Utah State Bar Ethics Advisory Opinion Committee opinion. The
opinion was issued on September 30, 2013, and prohibits
counseling a client to enter into a plea agreement which requires
the client to waive the attorneys prospective possible ineffective
assistance at sentencing or other postconviction proceedings.
147

This argument is also without merit. First, counsels actions
cannot be evaluated under an ethics opinion issued over twenty
years after the representation. And second, the liability waiver
here is distinguishable from the type of waiver prohibited by the
ethics opinion because it did not waive ineffective assistance
claims but instead only waived claims to the extent Mr. Menzies
refused to cooperate and identify the names of witnesses.
162 Moreover, even if the liability waiver did violate the Utah
Rules of Professional Conduct we would still conclude, as the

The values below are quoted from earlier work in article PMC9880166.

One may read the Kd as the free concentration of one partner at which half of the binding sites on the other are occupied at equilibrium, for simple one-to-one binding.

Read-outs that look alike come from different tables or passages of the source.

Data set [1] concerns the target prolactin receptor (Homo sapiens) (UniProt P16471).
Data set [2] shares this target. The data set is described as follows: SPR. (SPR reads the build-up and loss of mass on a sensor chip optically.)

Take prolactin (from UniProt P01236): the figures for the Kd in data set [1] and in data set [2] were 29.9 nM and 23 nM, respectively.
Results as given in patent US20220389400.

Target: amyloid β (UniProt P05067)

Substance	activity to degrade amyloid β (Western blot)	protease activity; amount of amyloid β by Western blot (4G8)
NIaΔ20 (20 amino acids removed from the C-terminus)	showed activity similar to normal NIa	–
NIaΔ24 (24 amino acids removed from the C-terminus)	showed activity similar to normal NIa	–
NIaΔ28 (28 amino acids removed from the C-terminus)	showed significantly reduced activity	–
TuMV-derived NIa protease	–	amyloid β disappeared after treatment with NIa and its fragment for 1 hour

PCC did, that the waiver did not result in an actual conflict. This
is because a violation of the Utah Rules of Professional Conduct
does not, by itself, constitute ineffective assistance.
148
Instead,
Mr. Menzies must show that counsel made a choice advancing
his own interests to the detriment of his clients interest.
149
He
must show how a violation of the rules of professional conduct, in
connection with counsels specific actions in this case, created a
conflict of interest.

147
UTAH STATE BAR ETHICS ADVISORY OPINION COMMITTEE, Op.
13-04, 1 (Sept. 30, 2013).
148
United States v. Gallegos, 39 F.3d 276, 279 (10th Cir. 1994) (It
is apparent that some elements [of the rules] bear on
constitutional issues; a violation of the rules will not in itself
constitute a constitutional violation.).
149
Taylor, 947 P.2d at 686 (internal quotation marks omitted).